KPMG Gender Pay, Promotion and Pregnancy Discrimination Class Action

Case Description

Case Type: Gender Discrimination
Company: KPMG
Kassman, et al., v. KPMG LLP

In June 2011, Class Representative Donna Kassman filed a lawsuit against KPMG to remedy KPMG’s systemic discrimination in pay and promotion, discrimination based on pregnancy, and chronic failure to properly investigate and resolve complaints of discrimination and harassment. Later that same year, the lawsuit was amended to add Named Plaintiffs from around the country who had experienced discrimination similar to what Ms. Kassman had suffered. The most recent version of the complaint is available here.

KPMG, the Big Four Accounting Firm that boasted a global revenue of more than $23 billion in 2013, has attempted unsuccessfully to derail the litigation numerous times. For example, on February 7, 2013, Judge Furman of the Southern District of New York handed KPMG a resounding defeat in its attempts to avoid litigation of class-wide claims. When KPMG attempted to characterize the experiences of the Plaintiffs as isolated and insufficient to support class litigation, the Court denied KPMG’s motion and allowed the class claims to move forward. Later, when Plaintiffs asked the Court to send Notice to the thousands of women who, according to Plaintiffs’ evidence, have been systematically underpaid for years, KPMG again vigorously opposed this motion. On July 8, 2014, Judge Schofield of the Southern District of New York handed KPMG yet another resounding defeat, ordering that approximately 9,000 women be given the opportunity to join the Equal Pay Act claims in the case.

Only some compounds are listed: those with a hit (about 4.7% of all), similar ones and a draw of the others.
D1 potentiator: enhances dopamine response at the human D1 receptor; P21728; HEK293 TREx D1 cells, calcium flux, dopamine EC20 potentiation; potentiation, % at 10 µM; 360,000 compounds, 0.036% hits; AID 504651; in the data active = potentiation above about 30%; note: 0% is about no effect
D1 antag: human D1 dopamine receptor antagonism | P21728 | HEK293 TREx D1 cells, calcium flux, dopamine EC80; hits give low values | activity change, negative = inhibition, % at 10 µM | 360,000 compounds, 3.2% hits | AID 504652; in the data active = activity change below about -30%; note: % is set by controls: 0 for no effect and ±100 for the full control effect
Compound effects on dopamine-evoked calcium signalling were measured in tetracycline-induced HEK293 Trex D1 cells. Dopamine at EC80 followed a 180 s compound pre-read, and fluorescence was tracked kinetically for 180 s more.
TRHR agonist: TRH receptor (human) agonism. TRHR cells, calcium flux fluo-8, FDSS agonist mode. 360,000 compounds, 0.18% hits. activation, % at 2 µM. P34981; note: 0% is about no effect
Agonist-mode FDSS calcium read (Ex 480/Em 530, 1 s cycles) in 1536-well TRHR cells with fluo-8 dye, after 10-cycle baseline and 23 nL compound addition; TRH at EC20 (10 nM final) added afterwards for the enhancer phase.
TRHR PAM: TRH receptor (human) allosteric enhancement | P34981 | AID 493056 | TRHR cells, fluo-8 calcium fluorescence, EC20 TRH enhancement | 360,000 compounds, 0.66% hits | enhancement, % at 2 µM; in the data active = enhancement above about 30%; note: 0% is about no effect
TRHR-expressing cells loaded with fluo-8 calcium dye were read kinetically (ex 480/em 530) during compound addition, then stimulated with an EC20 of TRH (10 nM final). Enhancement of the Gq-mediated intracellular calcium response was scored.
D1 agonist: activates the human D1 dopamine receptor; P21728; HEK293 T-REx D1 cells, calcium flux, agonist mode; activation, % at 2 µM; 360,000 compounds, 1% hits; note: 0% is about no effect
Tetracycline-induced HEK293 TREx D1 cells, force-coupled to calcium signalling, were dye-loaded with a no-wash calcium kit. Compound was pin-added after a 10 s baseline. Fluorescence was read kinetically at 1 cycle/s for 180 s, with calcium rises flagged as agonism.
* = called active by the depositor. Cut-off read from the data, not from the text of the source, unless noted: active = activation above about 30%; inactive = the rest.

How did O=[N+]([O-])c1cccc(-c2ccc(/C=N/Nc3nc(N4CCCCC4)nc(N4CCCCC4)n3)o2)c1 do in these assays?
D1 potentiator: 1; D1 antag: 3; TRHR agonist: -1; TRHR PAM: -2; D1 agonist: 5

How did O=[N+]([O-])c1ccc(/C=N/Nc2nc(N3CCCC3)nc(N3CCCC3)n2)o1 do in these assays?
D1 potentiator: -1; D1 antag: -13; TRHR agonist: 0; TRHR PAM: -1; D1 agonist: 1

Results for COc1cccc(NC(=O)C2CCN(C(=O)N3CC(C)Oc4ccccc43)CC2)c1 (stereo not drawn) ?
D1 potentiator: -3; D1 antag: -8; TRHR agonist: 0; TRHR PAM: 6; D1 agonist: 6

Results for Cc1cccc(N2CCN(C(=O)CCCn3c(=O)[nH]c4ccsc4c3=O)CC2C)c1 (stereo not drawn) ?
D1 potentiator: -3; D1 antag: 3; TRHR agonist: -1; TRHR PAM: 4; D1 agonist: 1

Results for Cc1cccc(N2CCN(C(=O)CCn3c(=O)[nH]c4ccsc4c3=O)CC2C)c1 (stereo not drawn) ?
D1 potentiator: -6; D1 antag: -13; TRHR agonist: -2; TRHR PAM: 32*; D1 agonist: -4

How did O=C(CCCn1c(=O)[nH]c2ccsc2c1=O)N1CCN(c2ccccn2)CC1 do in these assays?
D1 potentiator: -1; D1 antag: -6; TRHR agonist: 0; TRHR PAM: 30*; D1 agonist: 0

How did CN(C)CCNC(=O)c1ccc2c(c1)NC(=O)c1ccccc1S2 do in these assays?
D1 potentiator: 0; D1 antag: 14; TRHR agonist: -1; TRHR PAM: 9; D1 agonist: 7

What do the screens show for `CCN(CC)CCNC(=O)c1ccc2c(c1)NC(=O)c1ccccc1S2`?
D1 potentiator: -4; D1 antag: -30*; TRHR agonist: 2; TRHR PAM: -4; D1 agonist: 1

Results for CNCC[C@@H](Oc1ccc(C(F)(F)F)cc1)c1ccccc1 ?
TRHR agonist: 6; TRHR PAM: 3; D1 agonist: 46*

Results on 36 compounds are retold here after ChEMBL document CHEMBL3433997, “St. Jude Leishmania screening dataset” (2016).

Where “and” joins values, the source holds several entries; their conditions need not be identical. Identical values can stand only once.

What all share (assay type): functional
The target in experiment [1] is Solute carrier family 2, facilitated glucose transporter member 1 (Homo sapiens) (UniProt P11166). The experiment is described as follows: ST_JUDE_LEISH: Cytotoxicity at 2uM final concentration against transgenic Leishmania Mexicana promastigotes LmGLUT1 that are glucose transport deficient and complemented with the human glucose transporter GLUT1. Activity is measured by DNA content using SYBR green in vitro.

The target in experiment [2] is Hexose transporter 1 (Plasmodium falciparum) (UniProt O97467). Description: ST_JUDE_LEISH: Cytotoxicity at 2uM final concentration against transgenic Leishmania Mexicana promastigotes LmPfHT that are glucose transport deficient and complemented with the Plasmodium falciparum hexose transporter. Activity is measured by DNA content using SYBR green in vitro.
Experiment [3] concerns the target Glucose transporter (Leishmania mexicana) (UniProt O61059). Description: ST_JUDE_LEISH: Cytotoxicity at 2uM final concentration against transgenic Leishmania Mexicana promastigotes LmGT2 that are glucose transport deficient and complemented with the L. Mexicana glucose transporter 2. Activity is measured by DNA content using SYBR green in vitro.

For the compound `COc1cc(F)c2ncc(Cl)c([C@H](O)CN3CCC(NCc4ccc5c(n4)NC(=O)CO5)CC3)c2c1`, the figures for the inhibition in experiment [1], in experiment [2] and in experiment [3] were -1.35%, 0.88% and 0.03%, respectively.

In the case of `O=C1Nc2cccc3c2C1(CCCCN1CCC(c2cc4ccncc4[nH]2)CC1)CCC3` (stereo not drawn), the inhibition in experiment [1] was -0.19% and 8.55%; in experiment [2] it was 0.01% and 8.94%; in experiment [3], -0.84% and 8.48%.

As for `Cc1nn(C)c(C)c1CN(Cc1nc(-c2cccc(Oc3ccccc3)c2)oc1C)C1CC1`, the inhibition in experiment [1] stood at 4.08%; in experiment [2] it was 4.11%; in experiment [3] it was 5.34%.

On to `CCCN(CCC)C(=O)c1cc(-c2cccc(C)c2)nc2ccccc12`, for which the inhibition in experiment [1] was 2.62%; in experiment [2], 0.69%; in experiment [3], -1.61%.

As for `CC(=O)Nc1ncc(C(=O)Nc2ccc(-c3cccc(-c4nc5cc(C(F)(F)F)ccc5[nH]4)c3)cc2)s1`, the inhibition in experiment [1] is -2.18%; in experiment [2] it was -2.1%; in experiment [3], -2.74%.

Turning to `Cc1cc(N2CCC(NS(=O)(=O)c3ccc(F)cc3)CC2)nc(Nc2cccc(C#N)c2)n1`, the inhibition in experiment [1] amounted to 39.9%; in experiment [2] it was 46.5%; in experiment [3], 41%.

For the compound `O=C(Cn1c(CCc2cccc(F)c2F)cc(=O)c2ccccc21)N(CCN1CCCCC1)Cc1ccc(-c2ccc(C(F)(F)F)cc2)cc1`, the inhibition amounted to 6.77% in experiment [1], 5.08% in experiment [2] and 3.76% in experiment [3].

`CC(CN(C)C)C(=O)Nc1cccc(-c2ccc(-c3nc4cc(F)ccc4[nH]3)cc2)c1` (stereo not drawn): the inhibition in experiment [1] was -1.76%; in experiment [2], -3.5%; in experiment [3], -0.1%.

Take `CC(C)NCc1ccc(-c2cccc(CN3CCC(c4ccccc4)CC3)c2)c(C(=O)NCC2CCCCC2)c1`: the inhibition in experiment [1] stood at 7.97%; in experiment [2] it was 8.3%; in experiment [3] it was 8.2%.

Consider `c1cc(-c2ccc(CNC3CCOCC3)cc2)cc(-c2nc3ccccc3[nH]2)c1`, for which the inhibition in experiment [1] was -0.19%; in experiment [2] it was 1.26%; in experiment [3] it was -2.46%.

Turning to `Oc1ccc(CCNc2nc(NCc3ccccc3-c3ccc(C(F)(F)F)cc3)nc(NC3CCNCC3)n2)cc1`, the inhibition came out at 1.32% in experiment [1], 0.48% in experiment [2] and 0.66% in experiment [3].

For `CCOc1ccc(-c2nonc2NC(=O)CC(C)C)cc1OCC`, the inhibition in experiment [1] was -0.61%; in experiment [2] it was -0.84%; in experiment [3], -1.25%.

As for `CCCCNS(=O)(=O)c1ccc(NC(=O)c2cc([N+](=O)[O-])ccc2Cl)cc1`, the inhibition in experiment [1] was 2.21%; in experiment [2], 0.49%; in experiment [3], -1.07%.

Plaintiffs’ Equal Pay Act Claims

When asking the Court to order notice, Plaintiffs provided substantial evidence they believe demonstrates the systemic nature of pay disparities at KPMG. Plaintiffs provided not only documents and deposition testimony, but also expert statistical analysis as a part of their notice and reply.

That statistical analysis identified pay disparities attributable to gender that were “statistically significant” at 11.35 standard deviations (while courts only require the significance be at 1.96 or greater). When Plaintiffs’ expert compared the compensation of men and women at KPMG, he made sure that he was comparing apples to apples. To do that, he made sure he was only comparing the compensation of individuals doing (a) the same job in the same function; (b) in the same location; (c) with the same amount of tenure in the job; (d) and the same level of education; and (e) the same number of years of prior work experience. Based on this careful comparison, the expert identified that KPMG paid its female employees less than their male counterparts doing equivalent work in the same job title. According to the expert’s analysis, the probability that, despite this careful comparison, KPMG’s compensation could be gender neutral is less than 1 in one hundred million (0.00000001). To the extent that women are doing the work of men at higher job titles, the disparities only increased.

The Court ordered that notice be mailed to the affected women, and nearly 1,300 women (current and former employees) have joined to challenge KPMG’s unfair compensation.

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